A major European banking trade group has called for governments and businesses to develop regulatory solutions for cryptocurrencies.
The European Banking Federation (EBF), a group representing thousands of the continent's largest banking groups, recently released its vision for a digital revamp of the banking system. Included in its proposals are several recommendations to policymakers regarding bitcoin and the blockchain.
The group points to the blockchain as an innovation that "provides a number of interesting opportunities both for financial institutions individually and for the collective ecosystem".
The EBF proposal states that bitcoin should be regulated through the development of a comprehensive regulatory framework and the application of existing anti-money laundering statutes to digital currency transactions. It also recommended further research into the technology so ongoing evaluations of rule-making can be made.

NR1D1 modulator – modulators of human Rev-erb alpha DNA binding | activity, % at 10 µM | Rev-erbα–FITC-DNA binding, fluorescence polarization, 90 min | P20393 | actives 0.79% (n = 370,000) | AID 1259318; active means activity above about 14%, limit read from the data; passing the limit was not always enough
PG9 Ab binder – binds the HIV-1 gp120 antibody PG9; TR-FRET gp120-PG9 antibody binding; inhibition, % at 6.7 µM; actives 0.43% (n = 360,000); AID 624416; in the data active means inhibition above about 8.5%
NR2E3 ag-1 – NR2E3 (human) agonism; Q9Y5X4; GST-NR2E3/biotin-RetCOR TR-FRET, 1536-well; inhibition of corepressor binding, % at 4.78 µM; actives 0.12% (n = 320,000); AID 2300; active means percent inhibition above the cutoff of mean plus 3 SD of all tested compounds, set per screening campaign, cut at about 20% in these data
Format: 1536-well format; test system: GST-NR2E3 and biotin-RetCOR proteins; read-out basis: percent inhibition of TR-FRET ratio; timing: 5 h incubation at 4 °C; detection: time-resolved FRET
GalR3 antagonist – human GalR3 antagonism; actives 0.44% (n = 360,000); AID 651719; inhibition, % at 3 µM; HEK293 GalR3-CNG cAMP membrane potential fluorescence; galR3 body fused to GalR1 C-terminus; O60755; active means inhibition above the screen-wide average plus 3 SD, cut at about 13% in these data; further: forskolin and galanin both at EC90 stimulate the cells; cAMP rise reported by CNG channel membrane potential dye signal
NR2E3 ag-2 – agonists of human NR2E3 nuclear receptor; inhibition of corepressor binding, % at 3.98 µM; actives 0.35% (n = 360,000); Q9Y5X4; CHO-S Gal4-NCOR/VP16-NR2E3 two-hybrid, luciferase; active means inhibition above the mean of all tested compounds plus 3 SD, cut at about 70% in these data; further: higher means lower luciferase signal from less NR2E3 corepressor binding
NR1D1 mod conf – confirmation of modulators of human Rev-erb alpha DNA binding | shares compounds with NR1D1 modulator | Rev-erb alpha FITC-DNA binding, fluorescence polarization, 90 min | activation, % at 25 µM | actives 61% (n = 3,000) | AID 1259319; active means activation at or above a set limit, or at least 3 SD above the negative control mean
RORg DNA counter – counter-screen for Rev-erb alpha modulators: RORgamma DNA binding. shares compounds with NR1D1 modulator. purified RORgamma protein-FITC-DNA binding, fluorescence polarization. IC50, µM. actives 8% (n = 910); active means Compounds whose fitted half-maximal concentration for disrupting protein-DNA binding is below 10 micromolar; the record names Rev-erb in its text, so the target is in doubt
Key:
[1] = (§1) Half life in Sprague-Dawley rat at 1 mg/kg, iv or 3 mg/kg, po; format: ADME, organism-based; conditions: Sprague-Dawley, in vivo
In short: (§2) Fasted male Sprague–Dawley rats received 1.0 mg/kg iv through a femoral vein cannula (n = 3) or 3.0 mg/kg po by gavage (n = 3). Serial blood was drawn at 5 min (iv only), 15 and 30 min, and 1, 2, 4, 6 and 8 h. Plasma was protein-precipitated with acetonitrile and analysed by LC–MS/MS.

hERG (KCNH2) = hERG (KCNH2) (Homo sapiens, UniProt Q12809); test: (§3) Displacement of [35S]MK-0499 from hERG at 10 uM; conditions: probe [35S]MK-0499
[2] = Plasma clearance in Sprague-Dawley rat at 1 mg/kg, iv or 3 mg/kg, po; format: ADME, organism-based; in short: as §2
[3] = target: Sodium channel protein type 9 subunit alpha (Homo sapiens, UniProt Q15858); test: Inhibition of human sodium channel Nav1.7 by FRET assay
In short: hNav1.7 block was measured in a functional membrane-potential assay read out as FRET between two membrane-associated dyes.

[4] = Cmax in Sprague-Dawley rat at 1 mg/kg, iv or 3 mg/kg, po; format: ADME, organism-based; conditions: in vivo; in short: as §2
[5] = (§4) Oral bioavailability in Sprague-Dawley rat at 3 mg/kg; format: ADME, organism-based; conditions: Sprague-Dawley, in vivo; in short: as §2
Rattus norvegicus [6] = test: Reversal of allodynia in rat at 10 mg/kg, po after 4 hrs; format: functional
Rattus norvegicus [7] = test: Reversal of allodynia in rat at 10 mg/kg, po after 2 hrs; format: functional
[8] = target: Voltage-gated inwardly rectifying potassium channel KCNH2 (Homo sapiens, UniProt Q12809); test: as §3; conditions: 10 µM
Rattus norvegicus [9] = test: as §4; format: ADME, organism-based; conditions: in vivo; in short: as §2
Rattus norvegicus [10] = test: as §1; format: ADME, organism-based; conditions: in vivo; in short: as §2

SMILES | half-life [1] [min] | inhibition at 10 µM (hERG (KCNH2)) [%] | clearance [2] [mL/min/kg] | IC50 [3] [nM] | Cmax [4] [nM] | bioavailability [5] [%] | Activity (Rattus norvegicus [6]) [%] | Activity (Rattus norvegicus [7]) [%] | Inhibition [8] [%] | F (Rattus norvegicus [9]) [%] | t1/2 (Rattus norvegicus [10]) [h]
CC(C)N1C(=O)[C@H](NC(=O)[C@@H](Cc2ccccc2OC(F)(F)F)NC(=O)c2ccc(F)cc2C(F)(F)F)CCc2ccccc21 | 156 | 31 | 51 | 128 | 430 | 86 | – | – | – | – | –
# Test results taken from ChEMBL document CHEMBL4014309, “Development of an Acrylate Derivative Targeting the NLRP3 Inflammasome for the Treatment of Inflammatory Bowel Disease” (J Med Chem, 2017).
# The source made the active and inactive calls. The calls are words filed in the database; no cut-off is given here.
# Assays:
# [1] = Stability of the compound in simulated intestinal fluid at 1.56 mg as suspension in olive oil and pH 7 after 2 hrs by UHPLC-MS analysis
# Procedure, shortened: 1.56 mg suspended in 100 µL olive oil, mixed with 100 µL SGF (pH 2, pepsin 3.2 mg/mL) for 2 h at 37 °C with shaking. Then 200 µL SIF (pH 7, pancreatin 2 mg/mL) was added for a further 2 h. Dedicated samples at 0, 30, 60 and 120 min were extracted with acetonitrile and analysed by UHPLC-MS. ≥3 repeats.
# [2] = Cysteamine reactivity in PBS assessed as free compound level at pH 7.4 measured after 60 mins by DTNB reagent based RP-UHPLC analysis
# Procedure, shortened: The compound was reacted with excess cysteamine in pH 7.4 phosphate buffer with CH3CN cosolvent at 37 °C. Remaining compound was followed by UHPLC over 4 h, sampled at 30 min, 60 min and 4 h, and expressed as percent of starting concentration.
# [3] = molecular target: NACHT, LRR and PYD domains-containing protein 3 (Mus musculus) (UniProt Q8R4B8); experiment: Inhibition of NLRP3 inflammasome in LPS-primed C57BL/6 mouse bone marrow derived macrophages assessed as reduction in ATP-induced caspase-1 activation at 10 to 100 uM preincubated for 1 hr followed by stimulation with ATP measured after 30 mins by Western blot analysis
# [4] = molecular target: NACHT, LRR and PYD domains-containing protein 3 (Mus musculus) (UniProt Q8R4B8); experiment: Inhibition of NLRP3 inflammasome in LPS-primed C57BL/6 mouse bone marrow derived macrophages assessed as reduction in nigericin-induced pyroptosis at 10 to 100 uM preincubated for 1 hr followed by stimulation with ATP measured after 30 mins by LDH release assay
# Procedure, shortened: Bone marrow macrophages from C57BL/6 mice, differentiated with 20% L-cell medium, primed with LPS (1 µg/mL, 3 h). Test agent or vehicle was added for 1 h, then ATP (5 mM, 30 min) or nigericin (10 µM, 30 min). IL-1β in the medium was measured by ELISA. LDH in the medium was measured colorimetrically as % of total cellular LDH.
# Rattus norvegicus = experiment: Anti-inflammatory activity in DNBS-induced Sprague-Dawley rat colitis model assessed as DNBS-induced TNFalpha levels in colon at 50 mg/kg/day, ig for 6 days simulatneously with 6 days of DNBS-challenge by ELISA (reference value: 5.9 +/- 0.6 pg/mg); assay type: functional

Despite calling for digital currency transactions to be regulated to the same degree as traditional currency transactions, the EBF's manifesto noted that "maintaining innovation should remain however a prerequisite for the development of crypto-technologies".
The document also points to some of the potential pay-offs of the technology's wider adoption, stating:
"Using such technology offers clear opportunities to reduce costs of moving and handling money, to secure consumer spending and to introduce greater liquidity to the market. It also improves offers of products and services and increases banks' velocity in all their activities."
Yet the group appears to dismiss the prospects of bitcoin's use case as a currency, calling its future "unclear".
"'Bitcoin' cryptocurrency represents probably one of the most well-known examples of crypto-technology," the report states. "However, its future as a currency is unclear, given that it was built as an experiment."
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